A Clinton administration was going to create a new "civilian advanced technology agency" modeled on the Defense Advanced Research Projects Agency (DARPA), double federal spending on research, make the research and development tax credit permanent, nearly double the average car's fuel efficiency to about 45 miles per gallon and link U.S. cities with 300mph "bullet trains."
Not one of those campaign promises came true. Clinton and the gang from Arkansas soon had to face a bitter political reality: Making promises about technology is far easier than making them happen.
The White House's first major tech initiative after the 1993 inauguration turned out to be the reviled, and eventually abandoned, phone-encryption technology known as the Clipper Chip. A few years later, a reluctant Clinton signed into law a bill eliminating the Office of Technology Assessment.
The American Civil Liberties Union once had such high hopes for the president-elect that its national staff toiled to create a 175-page briefing book describing in exquisite detail what Clinton should do.
Not only was the ACLU's effort wasted, but Clinton ended up signing the Communications Decency Act, and his deputies strong-armed Congress into approving the Digital Telephony Law--which today is creating no end of problems for voice over Internet Protocol, or VoIP, companies.
For the most part, Bush's spending plans aren't tech related. He'd like to spend billions on a slew of programs, including community college training, rural health care centers, Head Start, Pell Grants and AmeriCorps.
For its part, Kerry's campaign has published a white paper on offshoring, calling for selective tax cuts for corporations, requiring call center workers to disclose their locations, curbing H1-B visas and ordering companies to give three months' notice before "shipping" jobs overseas. Like Clinton, he calls for spending more money on federal funding of research.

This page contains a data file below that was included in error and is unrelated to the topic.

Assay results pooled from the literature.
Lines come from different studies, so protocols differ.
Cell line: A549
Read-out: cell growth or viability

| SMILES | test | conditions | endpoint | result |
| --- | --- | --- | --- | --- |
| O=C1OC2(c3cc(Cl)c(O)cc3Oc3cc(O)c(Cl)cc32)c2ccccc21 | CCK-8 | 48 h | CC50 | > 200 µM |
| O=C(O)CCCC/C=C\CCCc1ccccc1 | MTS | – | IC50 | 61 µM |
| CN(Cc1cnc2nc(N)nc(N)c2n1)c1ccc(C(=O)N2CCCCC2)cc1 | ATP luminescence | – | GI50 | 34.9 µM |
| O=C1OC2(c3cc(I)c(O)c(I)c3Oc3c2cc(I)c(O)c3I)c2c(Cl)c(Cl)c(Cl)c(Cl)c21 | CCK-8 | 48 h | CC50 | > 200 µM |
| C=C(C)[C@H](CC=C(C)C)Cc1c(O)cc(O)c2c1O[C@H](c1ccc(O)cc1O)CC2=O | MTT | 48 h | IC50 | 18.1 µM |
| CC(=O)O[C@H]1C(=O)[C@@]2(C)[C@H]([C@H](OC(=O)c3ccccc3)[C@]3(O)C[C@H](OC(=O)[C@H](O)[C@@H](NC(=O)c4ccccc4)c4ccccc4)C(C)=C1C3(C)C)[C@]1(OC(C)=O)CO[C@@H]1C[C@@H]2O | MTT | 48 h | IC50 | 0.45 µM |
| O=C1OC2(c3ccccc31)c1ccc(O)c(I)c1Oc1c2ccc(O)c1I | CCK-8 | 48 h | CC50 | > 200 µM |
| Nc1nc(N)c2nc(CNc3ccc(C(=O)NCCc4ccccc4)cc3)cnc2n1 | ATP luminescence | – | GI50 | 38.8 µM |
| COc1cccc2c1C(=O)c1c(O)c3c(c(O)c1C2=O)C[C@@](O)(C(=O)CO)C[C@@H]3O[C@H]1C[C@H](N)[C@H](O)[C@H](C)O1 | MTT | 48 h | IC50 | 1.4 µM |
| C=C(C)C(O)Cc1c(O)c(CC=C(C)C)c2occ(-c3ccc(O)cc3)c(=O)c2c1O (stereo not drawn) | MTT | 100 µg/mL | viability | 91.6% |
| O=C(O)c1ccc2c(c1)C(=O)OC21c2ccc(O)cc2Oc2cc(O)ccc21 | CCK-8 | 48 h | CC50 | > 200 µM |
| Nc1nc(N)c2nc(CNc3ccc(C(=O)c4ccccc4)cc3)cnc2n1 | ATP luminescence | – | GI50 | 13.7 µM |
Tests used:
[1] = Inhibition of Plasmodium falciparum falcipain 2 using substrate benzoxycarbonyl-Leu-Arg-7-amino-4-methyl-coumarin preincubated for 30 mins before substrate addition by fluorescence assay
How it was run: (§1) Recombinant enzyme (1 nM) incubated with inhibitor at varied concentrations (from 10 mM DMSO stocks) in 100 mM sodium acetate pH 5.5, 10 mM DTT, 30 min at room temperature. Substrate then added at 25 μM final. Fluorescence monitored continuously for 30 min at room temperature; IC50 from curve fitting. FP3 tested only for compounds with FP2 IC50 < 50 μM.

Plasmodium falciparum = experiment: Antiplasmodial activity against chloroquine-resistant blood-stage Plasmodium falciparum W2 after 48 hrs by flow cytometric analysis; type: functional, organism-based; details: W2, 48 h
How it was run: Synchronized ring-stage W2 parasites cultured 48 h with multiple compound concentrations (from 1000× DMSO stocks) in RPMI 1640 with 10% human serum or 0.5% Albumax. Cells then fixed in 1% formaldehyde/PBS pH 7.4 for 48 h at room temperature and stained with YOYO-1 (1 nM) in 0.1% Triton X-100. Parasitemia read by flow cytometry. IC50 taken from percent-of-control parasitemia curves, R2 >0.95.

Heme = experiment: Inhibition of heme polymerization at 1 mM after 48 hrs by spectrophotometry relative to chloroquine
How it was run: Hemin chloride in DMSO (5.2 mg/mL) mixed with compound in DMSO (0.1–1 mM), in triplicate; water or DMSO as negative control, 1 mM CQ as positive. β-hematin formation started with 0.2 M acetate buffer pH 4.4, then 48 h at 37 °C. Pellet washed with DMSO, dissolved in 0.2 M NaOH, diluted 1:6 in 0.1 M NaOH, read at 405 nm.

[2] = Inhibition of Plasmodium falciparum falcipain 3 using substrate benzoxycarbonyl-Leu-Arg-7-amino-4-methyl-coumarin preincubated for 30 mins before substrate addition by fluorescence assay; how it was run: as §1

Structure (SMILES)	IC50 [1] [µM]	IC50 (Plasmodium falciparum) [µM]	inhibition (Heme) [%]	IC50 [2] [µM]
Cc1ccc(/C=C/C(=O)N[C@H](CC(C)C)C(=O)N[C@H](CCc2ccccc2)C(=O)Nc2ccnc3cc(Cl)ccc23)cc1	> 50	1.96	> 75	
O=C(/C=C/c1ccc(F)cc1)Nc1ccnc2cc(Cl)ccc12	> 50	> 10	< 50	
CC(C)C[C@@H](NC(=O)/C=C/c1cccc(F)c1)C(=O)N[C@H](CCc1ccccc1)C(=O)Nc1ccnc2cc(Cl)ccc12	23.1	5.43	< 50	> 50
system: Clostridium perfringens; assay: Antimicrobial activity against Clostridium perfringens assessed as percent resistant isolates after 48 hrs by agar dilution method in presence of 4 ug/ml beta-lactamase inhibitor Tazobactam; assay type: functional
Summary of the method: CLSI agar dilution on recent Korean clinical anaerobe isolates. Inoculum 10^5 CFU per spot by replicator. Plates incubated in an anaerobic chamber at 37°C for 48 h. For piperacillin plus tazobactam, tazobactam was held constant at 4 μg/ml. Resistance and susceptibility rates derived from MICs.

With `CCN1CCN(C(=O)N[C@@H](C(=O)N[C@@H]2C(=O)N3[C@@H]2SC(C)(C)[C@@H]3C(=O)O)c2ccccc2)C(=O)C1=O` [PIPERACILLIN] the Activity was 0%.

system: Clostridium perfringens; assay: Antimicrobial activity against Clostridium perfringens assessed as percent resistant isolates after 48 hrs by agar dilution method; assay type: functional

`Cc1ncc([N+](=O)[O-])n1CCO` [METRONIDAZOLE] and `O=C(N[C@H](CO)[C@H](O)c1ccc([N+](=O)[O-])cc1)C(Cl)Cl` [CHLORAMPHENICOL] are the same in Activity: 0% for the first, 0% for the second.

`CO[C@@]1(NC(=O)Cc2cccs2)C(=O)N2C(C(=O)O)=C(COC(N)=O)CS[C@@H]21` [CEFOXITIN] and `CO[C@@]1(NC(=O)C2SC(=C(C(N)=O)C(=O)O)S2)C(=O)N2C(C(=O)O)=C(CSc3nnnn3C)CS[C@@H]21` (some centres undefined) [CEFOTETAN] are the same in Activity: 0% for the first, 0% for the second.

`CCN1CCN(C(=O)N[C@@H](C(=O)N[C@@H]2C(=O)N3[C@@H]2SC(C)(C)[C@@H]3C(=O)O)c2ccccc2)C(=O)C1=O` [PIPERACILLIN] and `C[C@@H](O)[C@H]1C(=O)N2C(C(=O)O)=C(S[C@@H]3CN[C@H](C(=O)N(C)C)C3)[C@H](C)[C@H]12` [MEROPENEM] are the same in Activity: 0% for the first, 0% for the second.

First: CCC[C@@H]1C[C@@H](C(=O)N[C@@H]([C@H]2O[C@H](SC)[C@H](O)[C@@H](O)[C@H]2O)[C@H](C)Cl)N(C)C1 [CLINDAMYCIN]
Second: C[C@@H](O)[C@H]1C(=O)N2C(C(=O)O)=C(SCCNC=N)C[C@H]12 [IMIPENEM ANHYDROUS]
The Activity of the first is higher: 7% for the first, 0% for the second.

The Clinton parallels
One characteristic both politicians share with Clinton is that neither likely will be able to follow through on his promises to voters.
A President Kerry probably would be confronted by a Republican-dominated Congress, with pugnacious committee chairs eager to probe one alleged Kerrygate after another. That's what happened after the 1994 elections, effectively compelling Clinton to sign a series of items from the GOP's Contract With America like the adoption tax credit, the line item veto and--most notoriously among liberals--the welfare reform bill.
If Bush wins, he'll face a Congress that's split almost down the middle between Republicans and Democrats. Senate rules make it easy for a minority party to block legislation and stymie plans for radical changes to tax laws, immigration rules or spending programs. That's why the Senate tends to be a dead-end street for legislation, such as the that was approved by the House of Representatives in July.
An additional problem for the next president is the walloping size of the federal debt: . Fed Chair Alan Greenspan warned Congress in February that Congress' efforts to max out the federal credit card will place "enormous demands" on the economy in a few years--a cautionary note that doesn't exactly encourage bold new programs, whether it's Social Security privatization or an offshoring-related tax overhaul. Plus, a falling dollar and rising interest rates will divert more of the federal budget to servicing the debt.
Add to that mix the hard feelings left over from an Election Day that could be dominated more by teams of lawyers than crowds of voters, and you've got a recipe for solidifying the next four years into a block of interparty gridlock.
It's true, of course, that the next president will enjoy powers like appointing judges, directing the military and controlling important agencies like Justice and Homeland Security. But anyone governing in an era of perpetual gridlock isn't likely to be able to do more than talk about bold new federal spending programs, tech-related or otherwise.
Just ask Bill Clinton.
Declan McCullagh is CNET News.com's Washington, D.C., correspondent. He chronicles the busy intersection between technology and politics. Before that, he worked for several years as Washington bureau chief for Wired News. He has also worked as a reporter for The Netly News, Time magazine and HotWired.